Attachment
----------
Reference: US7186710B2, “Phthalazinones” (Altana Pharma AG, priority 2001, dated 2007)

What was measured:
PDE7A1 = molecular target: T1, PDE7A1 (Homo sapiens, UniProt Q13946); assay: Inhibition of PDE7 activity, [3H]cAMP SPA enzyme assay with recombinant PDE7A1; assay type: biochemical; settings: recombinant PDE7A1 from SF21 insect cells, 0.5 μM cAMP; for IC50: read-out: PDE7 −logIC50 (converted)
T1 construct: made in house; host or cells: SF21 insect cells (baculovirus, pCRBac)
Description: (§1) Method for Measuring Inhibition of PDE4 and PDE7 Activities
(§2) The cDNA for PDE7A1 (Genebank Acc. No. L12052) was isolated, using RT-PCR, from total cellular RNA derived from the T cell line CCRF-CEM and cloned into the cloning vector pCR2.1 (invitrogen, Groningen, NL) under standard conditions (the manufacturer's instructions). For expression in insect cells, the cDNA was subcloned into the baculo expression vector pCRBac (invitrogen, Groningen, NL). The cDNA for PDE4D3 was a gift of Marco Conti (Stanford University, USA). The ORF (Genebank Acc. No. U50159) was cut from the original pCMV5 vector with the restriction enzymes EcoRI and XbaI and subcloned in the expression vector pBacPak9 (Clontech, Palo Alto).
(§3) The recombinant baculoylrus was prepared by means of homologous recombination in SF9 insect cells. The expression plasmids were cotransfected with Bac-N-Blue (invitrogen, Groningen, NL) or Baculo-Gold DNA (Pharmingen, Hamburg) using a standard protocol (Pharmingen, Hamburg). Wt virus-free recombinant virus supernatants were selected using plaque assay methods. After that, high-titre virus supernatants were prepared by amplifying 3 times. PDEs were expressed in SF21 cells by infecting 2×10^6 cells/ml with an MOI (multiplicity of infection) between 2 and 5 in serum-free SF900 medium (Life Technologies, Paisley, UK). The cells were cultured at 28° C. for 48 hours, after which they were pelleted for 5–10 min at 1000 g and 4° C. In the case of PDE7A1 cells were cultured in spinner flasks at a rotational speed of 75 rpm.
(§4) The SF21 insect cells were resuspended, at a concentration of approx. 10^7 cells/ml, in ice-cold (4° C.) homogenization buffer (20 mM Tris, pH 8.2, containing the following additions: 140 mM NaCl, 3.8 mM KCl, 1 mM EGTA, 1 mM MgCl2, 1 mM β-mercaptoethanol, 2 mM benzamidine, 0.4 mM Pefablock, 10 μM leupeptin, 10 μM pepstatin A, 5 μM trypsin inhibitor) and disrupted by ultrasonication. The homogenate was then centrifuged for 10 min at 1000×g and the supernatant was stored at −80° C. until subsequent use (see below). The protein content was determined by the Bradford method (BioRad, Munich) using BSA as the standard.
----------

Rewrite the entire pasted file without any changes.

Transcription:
Reference: US7186710B2, “Phthalazinones” (Altana Pharma AG, priority 2001, dated 2007)

What was measured:
PDE7A1 = molecular target: T1, PDE7A1 (Homo sapiens, UniProt Q13946); assay: Inhibition of PDE7 activity, [3H]cAMP SPA enzyme assay with recombinant PDE7A1; assay type: biochemical; settings: recombinant PDE7A1 from SF21 insect cells, 0.5 μM cAMP; for IC50: read-out: PDE7 −logIC50 (converted)
T1 construct: made in house; host or cells: SF21 insect cells (baculovirus, pCRBac)
Description: (§1) Method for Measuring Inhibition of PDE4 and PDE7 Activities
(§2) The cDNA for PDE7A1 (Genebank Acc. No. L12052) was isolated, using RT-PCR, from total cellular RNA derived from the T cell line CCRF-CEM and cloned into the cloning vector pCR2.1 (invitrogen, Groningen, NL) under standard conditions (the manufacturer's instructions). For expression in insect cells, the cDNA was subcloned into the baculo expression vector pCRBac (invitrogen, Groningen, NL). The cDNA for PDE4D3 was a gift of Marco Conti (Stanford University, USA). The ORF (Genebank Acc. No. U50159) was cut from the original pCMV5 vector with the restriction enzymes EcoRI and XbaI and subcloned in the expression vector pBacPak9 (Clontech, Palo Alto).
(§3) The recombinant baculoylrus was prepared by means of homologous recombination in SF9 insect cells. The expression plasmids were cotransfected with Bac-N-Blue (invitrogen, Groningen, NL) or Baculo-Gold DNA (Pharmingen, Hamburg) using a standard protocol (Pharmingen, Hamburg). Wt virus-free recombinant virus supernatants were selected using plaque assay methods. After that, high-titre virus supernatants were prepared by amplifying 3 times. PDEs were expressed in SF21 cells by infecting 2×10^6 cells/ml with an MOI (multiplicity of infection) between 2 and 5 in serum-free SF900 medium (Life Technologies, Paisley, UK). The cells were cultured at 28° C. for 48 hours, after which they were pelleted for 5–10 min at 1000 g and 4° C. In the case of PDE7A1 cells were cultured in spinner flasks at a rotational speed of 75 rpm.
(§4) The SF21 insect cells were resuspended, at a concentration of approx. 10^7 cells/ml, in ice-cold (4° C.) homogenization buffer (20 mM Tris, pH 8.2, containing the following additions: 140 mM NaCl, 3.8 mM KCl, 1 mM EGTA, 1 mM MgCl2, 1 mM β-mercaptoethanol, 2 mM benzamidine, 0.4 mM Pefablock, 10 μM leupeptin, 10 μM pepstatin A, 5 μM trypsin inhibitor) and disrupted by ultrasonication. The homogenate was then centrifuged for 10 min at 1000×g and the supernatant was stored at −80° C. until subsequent use (see below). The protein content was determined by the Bradford method (BioRad, Munich) using BSA as the standard.